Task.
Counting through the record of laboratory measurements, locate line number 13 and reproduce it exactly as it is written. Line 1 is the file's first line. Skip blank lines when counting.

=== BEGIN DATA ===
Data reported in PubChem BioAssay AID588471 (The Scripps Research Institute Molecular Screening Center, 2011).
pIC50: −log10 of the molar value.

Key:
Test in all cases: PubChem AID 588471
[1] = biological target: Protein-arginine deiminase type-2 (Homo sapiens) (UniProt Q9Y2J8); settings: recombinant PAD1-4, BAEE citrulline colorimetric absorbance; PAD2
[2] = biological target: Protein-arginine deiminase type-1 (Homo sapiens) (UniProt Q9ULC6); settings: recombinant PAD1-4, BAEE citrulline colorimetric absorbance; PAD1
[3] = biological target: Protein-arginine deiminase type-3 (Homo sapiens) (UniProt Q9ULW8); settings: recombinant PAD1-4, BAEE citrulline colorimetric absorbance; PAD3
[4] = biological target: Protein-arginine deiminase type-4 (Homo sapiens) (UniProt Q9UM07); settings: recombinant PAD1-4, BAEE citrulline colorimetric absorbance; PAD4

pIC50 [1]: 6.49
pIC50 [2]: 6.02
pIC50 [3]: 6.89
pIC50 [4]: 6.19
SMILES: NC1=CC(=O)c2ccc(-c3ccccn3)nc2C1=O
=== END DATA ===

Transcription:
SMILES: NC1=CC(=O)c2ccc(-c3ccccn3)nc2C1=O